Text size

A new financial institution has come into being here, an institution that holds long-term deposits for the public, for periods of 12-15 years and totaling some NIS 10 billion. This is a very special institution, for two reasons. First, the depositors in this institution are only pensioners; your grandparents are its customers, depositing an average of $200,000 of their retirement savings.

The second reason is that the institution is not recognized as a financial institution, and is effectively not recognized as an institution at all - it is not subject to any law and requires no licensing. No body supervises it - or the NIS 10 billion of your grandparents' retirement funds.

This institution is called protected housing. In Israel, there are a few hundred such institutions, which own about 10,000 housing units. Ilan Tamir, chairman of the Association of Assisted Living Facilities in Israel, estimates the number of residents of protected housing complexes at 13,000, or 2 percent of the Israeli population over the age of 65 - the 2 percent that is the most established. This is because protected housing, unlike the old age homes of yesteryear, is expensive luxury housing, intended for wealthy pensioners.

Unlike senior citizens homes, protected housing is not recognized by any governmental body. Senior citizens homes are anchored in the law and are supervised jointly by the Health and Welfare Ministries. Protected housing, on the other hand, is not recognized under the law, and is therefore totally unsupervised. Tamir justifies this reality, noting that senior citizens' homes are intended for seniors who are physically and often mentally frail, and require constant care - and the state dictates the standards for this care.

Protected housing, on the other hand, is designed for sprightly seniors, those who still feel young and strong and have chosen protected housing as a step up in their quality of life.

"Most of these people still drive a car," explains Tamir, "and can make their own decisions. There is no reason for them to be supervised, just as they are not supervised when they buy an apartment from a contractor."

Aside from the NIS 10 billion, protected housing is expensive. Very expensive. Every tenant in a protected housing complex pays the institution a one-time deposit of $150,000-$200,000, plus monthly maintenance fees of about $1,000 until they move out, usually after 12-15 years. During that period, the management company deducts 2.5 percent from the deposit each year, to a maximum of 30-37 percent, thus reducing the deposit by up to $75,000.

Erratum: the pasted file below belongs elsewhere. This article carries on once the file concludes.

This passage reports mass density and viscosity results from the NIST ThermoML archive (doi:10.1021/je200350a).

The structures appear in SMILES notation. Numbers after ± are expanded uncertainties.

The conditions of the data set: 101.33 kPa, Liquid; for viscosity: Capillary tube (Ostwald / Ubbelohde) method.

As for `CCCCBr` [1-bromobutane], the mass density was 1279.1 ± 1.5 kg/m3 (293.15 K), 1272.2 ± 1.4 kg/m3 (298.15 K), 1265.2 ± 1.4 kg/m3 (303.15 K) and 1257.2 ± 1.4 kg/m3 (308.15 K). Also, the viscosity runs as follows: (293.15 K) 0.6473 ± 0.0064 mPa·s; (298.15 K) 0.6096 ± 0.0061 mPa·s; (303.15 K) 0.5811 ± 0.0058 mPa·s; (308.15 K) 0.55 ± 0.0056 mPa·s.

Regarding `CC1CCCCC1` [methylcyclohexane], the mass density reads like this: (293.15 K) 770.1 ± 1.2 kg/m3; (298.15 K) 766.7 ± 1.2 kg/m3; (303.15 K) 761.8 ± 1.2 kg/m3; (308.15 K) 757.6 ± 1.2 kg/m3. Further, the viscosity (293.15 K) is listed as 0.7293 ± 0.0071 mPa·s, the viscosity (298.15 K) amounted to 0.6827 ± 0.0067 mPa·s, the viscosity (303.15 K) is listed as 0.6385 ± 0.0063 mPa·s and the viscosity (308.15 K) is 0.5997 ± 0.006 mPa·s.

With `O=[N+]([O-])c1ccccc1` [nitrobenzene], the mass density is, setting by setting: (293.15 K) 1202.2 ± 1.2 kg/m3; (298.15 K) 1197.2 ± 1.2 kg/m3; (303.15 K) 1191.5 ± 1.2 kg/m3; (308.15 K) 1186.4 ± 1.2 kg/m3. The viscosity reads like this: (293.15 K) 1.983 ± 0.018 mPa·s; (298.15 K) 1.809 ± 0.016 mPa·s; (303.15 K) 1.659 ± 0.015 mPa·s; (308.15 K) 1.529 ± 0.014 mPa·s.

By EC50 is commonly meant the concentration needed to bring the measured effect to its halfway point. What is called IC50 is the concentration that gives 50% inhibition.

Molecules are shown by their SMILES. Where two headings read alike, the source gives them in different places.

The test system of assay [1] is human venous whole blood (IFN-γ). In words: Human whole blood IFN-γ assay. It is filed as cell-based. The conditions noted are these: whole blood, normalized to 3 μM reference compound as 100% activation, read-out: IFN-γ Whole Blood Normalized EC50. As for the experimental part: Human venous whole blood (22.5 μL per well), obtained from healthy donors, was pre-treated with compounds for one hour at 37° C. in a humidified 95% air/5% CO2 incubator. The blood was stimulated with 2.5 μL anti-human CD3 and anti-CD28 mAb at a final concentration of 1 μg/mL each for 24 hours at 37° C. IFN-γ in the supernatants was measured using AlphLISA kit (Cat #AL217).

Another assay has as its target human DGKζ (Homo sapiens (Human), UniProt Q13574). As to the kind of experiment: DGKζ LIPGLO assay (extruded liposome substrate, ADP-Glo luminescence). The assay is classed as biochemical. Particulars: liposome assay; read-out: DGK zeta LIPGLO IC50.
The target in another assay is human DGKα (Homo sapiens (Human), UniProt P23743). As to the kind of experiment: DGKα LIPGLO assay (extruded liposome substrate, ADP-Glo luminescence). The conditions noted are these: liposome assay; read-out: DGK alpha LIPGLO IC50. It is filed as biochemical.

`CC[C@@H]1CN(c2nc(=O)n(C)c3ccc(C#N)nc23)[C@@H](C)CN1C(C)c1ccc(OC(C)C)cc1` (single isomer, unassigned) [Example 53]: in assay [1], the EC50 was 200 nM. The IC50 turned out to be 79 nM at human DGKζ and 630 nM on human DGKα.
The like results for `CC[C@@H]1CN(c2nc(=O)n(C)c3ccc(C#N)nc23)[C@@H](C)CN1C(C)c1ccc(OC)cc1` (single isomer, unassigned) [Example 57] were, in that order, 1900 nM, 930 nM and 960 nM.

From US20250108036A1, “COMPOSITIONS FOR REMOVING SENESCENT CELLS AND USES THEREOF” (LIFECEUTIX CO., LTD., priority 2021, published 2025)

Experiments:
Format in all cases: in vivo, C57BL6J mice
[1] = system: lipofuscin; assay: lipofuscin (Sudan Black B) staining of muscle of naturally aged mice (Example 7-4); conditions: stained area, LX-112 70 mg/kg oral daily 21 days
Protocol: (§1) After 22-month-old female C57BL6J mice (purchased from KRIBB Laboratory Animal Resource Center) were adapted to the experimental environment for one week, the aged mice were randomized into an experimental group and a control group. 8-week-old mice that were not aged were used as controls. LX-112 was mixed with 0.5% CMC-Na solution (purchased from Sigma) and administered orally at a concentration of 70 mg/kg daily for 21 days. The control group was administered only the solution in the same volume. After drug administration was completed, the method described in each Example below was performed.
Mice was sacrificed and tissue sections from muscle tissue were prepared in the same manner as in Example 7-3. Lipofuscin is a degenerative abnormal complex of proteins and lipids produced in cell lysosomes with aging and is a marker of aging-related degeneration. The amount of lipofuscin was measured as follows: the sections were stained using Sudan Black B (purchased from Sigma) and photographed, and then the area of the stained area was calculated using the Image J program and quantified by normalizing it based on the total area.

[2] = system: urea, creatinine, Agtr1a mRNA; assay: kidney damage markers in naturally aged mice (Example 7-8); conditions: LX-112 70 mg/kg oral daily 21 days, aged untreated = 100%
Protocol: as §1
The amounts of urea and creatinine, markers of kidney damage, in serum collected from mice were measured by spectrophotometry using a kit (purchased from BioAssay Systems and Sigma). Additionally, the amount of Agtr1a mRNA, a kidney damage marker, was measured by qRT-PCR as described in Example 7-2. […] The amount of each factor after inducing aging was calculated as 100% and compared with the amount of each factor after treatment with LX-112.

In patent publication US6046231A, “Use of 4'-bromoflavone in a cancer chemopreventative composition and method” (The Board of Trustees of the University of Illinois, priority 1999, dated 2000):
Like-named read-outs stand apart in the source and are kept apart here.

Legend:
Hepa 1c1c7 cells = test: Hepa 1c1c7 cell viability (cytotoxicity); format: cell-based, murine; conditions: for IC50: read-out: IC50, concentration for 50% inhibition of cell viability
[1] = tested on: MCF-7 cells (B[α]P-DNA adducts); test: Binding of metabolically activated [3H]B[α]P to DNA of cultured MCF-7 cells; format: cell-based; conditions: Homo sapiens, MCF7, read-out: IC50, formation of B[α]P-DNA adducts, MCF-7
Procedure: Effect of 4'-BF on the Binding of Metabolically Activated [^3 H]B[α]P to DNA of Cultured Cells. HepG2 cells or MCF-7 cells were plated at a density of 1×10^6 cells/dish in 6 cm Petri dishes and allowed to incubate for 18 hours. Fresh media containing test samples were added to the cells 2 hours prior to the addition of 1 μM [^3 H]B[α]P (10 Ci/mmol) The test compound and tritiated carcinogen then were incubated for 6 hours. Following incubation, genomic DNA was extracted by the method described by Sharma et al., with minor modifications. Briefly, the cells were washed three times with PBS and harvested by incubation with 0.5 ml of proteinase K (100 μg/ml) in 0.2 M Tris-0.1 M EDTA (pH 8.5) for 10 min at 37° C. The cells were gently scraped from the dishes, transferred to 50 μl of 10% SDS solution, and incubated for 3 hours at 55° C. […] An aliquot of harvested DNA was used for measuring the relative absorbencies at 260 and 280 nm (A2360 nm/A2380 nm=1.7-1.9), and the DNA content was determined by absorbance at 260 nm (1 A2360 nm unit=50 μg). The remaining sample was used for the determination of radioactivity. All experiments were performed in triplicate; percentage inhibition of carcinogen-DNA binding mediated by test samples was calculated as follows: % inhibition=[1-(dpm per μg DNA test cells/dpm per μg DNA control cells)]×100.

The pleasure of living in protected housing therefore costs about $5,000 a year for the deposit reduction, another $10,000 or so for lost interest income if the money had been deposited in a bank, plus $12,000 in management fees. This amounts to $27,000 a year, or about $2,250 per month - on average. Some complexes charge much more.

It is doubtful most of the people living in protected housing realize how expensive their accommodations are; it is doubtful if they realize the significance of their commitment to pay such sums every year; and it is doubtful whether they understand the financial risk to which they are exposed. This deposit is one of the most dangerous they will ever make, and is put in the hands of a private body that does not involve them in the management of that money, does not give them anything in return (the apartment is not registered in their name) and does not have to meet any commitment of stability.

As far as the Israeli economy is concerned, NIS 10 billion of public money is in a long-term deposit with private bodies that have no regulatory requirements. Surely these depositors, who are entering their sunset years and depositing the bulk of their retirement funds, deserve some government supervision of that money.

Thousands of billions of shekels of Israeli pensioners' money is deposited for 10 years or more in the hands of private bodies - earning no interest, without any guarantees, with no restrictions on the money's investment and with no state supervision. This money belongs to the approximately 13,000 pensioners who live in protected housing and represent about 2 percent of the senior population.

The residential towers of protected housing complexes rent units to older people until they die. Most of the money for a unit's lease is paid in advance,usually a 12-15 year deposit. The management companies of these complexes deduct 2.5 percent from that deposit annually, for a total of 30-40 percent of the sum, whose remainder will be returned to the tenant or his heirs when he vacates the unit. The normal deposit for a two-room unit is $200,000.

Not only is this money deposited for a very long time with no interest or guarantees - the depositor also receives nothing in return, as the housing unit is not registered in his name. Furthermore, unlike the banks, protected housing is not subject to state regulation or proof of financial stability - making protected housing companies one of the most dangerous financial institutions in Israel.